Although health care has improved tremendously in the past few years, aging is still one of the most common factors that pose progressively challenging risks. The psychological aspect of aging and psychological repercussions are often not talked about. Going unheard, being left out, not thinking of second chances are all reasons to worry once we cross a certain age.
Signs of declining health or abilities can be so subtle that neither the parent – nor their children or caregiver – may realize help is needed. It is usual for seniors to avoid engaging in conversations regarding their difficulties or deny them altogether, insisting that they are fine, even when they are not. They may feel guilty about having to depend on others or may fear that their life would change if they spoke up.
There might also be times children dismiss the anxious questions and fearful thoughts of their parents, which affect them deeply. It is, therefore, important to listen to them when they speak and learn to recognize unspoken indicators of underlying illnesses or other age-related issues.
Keeping this in mind, given below is a checklist of signs to look for when caring for an older person. If just one applies to your situation, it might be time to start thinking about care options for your parent.
Bizarre Changes in Behavior
Note any sudden changes in behavior. Depression, side effects from medication and health conditions can cause aging adults to neglect their home, health and hygiene. Irritability, anxiety and mood swings may be early indicators of an underlying problem.
Unusual or Unkempt Appearance
Issues like arthritis and joint pain can affect an aging adult’s dexterity, making it difficult to get dressed. Take note of your parents’ overall appearance. Does dad have his shirt pressed out with no creases at all or has he skipped pressing his clothes altogether? Has mom stopped wearing saree though it is her favorite attire?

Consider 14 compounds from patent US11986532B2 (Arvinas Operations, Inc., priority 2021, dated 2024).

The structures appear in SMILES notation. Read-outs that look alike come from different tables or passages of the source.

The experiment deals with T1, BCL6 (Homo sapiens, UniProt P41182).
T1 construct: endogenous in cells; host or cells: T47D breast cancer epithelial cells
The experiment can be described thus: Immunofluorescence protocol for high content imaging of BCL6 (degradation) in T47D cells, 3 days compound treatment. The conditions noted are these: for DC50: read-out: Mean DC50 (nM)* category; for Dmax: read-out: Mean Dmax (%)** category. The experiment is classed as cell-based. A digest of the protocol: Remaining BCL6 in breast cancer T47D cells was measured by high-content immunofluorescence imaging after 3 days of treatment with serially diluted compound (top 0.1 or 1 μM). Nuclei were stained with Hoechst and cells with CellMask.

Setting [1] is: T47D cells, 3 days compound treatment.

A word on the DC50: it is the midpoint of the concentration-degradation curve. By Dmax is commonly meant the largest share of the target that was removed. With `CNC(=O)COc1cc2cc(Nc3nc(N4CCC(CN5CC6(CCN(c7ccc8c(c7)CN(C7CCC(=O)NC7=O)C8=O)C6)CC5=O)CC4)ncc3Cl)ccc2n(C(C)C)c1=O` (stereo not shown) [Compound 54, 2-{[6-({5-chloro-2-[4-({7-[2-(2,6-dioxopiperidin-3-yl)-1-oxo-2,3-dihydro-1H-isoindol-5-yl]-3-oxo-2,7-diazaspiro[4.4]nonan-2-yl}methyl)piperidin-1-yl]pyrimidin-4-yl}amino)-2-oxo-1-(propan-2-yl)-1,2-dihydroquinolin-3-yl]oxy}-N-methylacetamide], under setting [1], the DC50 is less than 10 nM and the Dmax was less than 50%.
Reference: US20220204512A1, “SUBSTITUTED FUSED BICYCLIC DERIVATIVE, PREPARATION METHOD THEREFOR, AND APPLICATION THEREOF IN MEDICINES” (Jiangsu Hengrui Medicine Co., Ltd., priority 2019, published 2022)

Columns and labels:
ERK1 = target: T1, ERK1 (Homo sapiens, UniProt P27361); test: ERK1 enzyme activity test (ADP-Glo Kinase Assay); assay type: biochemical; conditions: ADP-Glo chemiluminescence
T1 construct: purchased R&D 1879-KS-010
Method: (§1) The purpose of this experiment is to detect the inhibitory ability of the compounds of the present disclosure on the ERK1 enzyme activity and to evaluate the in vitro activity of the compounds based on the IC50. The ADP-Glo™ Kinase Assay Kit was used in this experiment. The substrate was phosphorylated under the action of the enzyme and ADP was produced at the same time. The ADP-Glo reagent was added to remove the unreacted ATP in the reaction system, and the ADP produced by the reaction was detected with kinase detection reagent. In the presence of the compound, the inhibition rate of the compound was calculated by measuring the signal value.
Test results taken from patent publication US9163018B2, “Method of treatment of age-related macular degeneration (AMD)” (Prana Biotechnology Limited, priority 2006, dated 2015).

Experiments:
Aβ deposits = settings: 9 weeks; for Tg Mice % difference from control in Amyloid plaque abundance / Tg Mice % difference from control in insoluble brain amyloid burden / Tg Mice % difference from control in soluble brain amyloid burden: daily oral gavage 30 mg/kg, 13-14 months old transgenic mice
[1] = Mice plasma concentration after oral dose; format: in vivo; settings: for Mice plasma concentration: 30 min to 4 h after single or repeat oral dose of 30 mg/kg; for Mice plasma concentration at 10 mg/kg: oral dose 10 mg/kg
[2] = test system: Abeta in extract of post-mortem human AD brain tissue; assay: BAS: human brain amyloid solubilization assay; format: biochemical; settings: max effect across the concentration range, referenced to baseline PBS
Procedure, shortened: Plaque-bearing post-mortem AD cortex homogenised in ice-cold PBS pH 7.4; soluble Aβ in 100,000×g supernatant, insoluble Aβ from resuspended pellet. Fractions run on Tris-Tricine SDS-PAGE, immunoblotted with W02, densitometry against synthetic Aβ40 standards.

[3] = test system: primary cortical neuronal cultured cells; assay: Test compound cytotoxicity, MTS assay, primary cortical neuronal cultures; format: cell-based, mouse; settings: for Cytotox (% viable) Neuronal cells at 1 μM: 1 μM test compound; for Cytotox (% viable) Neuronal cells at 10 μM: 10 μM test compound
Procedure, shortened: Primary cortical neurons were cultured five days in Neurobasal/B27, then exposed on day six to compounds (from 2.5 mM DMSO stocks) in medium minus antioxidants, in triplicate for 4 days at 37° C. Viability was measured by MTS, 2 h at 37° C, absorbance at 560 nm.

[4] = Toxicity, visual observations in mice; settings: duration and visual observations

Another very common sign of difficulty in caring for oneself is bathing or showering less often. Imbalance and decreased mobility can cause older people to put off bathing or showering for several days due to fear of falling. As sense of smell weakens with age, parents may not realize that their personal hygiene needs attention.
Changes in Diet
Senses of smell and taste are related and both diminish with age. Eating may no longer hold the appeal it once did. Decreased taste and smell can mean that meals are skipped or spoiled food isn’t recognized. Also, dangers like the smell of natural gas or smoke may go unnoticed. Keep an eye on the expiry date of the food they keep in the refrigerator or their kitchen cabinet. Are they taking out the trash regularly?
A Messy House
Are the plants they lovingly cared for beginning to wilt? Are newspapers and magazines piling up outside? Are there stacks of unopened mail in the house or piles of laundry or trash? Your parent may no longer have the energy or ability to perform the household chores necessary to maintain a clean home.
Trouble Keeping Track of Medication
Missing a dosage or taking multiple doses of medicines can result in serious health issues. If your parent is struggling to keep track of his or her medication regimen, it could be time to get outside help.
Most of us aren’t with our parents all the time, so it may be difficult to recognize these signs right away. Ask a sibling or your parent’s friend – someone who sees them regularly – if they have noticed any of the signs mentioned above. If so, talk with your parents about the kind of help they may need, and research home care, independent living and assisted living options. Opening the discussion early and creating a plan together is key. Ultimately, it will mean peace of mind and a higher quality of life for everyone involved.